Vaccine hesitancy is the latest battle in the fight against COVID-19
ATLANTA - As state leaders work towards their goal of vaccinating all Georgians, they said they are running into an issue when it comes to vaccine hesitancy.
Some parts of the state are seeing many people who are reluctant to receive the vaccine.
"Unfortunately cases are declining but there’s still COVID-19 in Georgia and we have the new variant from Brazil," Ashley Deverell said.
Ashley Deverell is the Immunization Coordinator for the North Georgia Health District and she is pushing for everyone to receive a vaccination.
"We’ve noticed with the minorities up towards the northern part of Georgia. There’s a large Hispanic population and we want to make sure everyone has it in them to get vaccinated," Deverell said.
Thursday, all Georgians 16 and older will be eligible to sign up and receive a vaccine. Earlier in the week, Governor Brian Kemp said there’s hesitation from some.
"Some people are very afraid of new vaccines because it is such a new vaccine. Other vaccines have been around for years and all of a sudden we have a vaccine we just found out about and it’s been developed in about a year," Deverell said.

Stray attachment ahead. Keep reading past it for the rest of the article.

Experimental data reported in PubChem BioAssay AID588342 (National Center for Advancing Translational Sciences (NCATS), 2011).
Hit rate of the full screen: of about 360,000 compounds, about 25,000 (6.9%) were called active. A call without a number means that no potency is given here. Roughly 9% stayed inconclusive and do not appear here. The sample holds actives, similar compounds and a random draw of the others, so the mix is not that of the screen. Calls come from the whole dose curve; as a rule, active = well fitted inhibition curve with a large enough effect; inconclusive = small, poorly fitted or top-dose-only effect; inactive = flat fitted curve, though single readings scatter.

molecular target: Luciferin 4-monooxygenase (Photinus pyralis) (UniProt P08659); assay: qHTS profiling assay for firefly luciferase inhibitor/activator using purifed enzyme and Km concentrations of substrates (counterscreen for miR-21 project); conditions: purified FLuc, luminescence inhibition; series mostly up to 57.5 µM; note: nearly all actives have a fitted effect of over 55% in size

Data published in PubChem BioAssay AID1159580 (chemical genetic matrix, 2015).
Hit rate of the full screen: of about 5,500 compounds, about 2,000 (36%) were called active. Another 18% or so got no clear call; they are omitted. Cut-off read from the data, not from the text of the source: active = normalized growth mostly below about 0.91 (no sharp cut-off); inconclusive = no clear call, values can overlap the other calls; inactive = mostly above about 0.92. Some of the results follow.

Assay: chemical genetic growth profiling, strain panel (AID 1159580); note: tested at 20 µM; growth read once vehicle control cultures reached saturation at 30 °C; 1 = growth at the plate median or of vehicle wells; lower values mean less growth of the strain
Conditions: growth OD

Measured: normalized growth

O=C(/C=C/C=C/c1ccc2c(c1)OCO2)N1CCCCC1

The North Georgia Health Department has launched a special section on its website aimed at answering common questions and clearing up myths.
Deverell said the medical community and most people 65 and older have been signing up. The focus now is on the younger population.
Also, don’t wait for a specific vaccine.
"Get whatever vaccine is offered to you. They are all very good and all protect you against severe illness. I wouldn’t recommend waiting around for a certain brand I would just get the vaccine that’s available to you," Deverell said.
What about those with allergies?
"If you are getting injectable allergy shots you might want to time them effectively between your vaccination appointment to make sure you’re getting the most uptake from the vaccine you can," Deverell said.
Officials report most of the allergic reactions are sore arm, muscle aches, chills, and fatigue and usually goes away 36 to 48 hours after vaccination.
Click here for the questions page on the health department.
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